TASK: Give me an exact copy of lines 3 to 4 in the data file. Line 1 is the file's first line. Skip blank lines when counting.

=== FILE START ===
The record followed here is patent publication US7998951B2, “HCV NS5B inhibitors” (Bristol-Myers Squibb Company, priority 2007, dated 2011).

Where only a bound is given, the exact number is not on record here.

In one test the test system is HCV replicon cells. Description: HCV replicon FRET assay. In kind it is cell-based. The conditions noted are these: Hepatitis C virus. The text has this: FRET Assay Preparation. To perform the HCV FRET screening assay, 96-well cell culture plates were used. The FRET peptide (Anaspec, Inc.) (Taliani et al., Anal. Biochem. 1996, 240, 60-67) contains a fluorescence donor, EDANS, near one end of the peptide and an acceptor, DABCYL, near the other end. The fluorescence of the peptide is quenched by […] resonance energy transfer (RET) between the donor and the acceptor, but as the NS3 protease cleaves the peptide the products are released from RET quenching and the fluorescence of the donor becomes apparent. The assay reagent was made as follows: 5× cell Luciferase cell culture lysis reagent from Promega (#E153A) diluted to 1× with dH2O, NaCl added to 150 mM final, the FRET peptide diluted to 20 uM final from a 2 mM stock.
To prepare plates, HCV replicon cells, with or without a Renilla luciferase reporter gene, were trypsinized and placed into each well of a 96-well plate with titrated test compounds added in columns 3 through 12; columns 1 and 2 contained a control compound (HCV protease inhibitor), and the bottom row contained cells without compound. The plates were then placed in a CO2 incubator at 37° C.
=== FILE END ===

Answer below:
In one test the test system is HCV replicon cells. Description: HCV replicon FRET assay. In kind it is cell-based. The conditions noted are these: Hepatitis C virus. The text has this: FRET Assay Preparation. To perform the HCV FRET screening assay, 96-well cell culture plates were used. The FRET peptide (Anaspec, Inc.) (Taliani et al., Anal. Biochem. 1996, 240, 60-67) contains a fluorescence donor, EDANS, near one end of the peptide and an acceptor, DABCYL, near the other end. The fluorescence of the peptide is quenched by […] resonance energy transfer (RET) between the donor and the acceptor, but as the NS3 protease cleaves the peptide the products are released from RET quenching and the fluorescence of the donor becomes apparent. The assay reagent was made as follows: 5× cell Luciferase cell culture lysis reagent from Promega (#E153A) diluted to 1× with dH2O, NaCl added to 150 mM final, the FRET peptide diluted to 20 uM final from a 2 mM stock.
To prepare plates, HCV replicon cells, with or without a Renilla luciferase reporter gene, were trypsinized and placed into each well of a 96-well plate with titrated test compounds added in columns 3 through 12; columns 1 and 2 contained a control compound (HCV protease inhibitor), and the bottom row contained cells without compound. The plates were then placed in a CO2 incubator at 37° C.